Thursday, September 14, 2017
In Haaretz, Heidegger in Israel.
[I]f we seek biblical parallels, perhaps we can think of another way of contending with the thought of the anti-Semitic philosopher: to behave like the Israelites, who, according to Exodus 3:22, fled from Egypt with the Egyptians’ gold and silver vessels. Christian theologian Augustine saw the commandment to the Israelites to steal Egypt’s treasures as an allegory for the permission granted to him and his ilk to appropriate the Greeks’ philosophical treasures, without adopting their idol worship. But in the same way, anti-fascist philosophers in the 20th century, as well as many Jewish philosophers, permitted themselves to appropriate basic ideas from the Nazi Heidegger’s philosophy – even if they totally rejected his political worldview.
In NDPR, Eric S. Nelson reviews Kwok-Ying Lau's Phenomenology and Intercultural Understanding: Toward a New Cultural Flesh.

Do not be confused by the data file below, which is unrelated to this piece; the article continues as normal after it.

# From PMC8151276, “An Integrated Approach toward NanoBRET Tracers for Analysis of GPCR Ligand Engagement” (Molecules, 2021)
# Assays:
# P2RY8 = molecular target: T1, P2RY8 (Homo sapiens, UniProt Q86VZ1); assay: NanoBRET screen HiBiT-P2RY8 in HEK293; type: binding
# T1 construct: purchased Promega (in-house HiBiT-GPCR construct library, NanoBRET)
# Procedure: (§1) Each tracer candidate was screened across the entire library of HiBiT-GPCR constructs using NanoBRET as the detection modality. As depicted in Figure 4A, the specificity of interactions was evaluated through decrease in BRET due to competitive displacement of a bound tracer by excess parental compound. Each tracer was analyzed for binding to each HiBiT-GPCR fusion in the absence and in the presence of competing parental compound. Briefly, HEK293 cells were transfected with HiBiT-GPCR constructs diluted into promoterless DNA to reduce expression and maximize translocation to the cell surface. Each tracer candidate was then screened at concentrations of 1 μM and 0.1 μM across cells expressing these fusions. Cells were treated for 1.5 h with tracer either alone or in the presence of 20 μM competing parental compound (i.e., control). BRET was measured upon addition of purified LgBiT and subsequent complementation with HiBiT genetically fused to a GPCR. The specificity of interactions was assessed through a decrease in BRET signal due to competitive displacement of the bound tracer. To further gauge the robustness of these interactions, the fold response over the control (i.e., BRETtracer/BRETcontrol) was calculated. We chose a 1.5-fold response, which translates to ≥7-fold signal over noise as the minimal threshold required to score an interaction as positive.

Heidegger openly engaged with Daoist and Buddhist thinkers and sources throughout his career. Nonetheless, we find a series of hesitations about whether such encounters can be decisive and even possible, as Heidegger set the Occidental and Oriental, the morning and evening lands, into opposition, projected the encounter between East and West into a future that can only be anticipated and never enacted. He also reemphasized the necessity -- from his first formulation of the "first and other beginning" (der erste und der andere Anfang) in the early 1930s through his Spiegel Interview in 1966 -- of an Occidental encounter and confrontation with its own origins in order to initiate a new or other beginning. Or, to mention another revealing case, even while Emmanuel Levinas critiqued the priority of the self and the home in previous Husserlian and Heideggerian phenomenology for the sake of the other person and the neighbor, and opened up the differences and tensions between the ontological (Athens) and the ethical (Jerusalem) in interrogating the reign of identity and totality in Western philosophy, he could at points dismiss non-Western thinking as mere dancing, pagan idolatry, and faddish exoticism.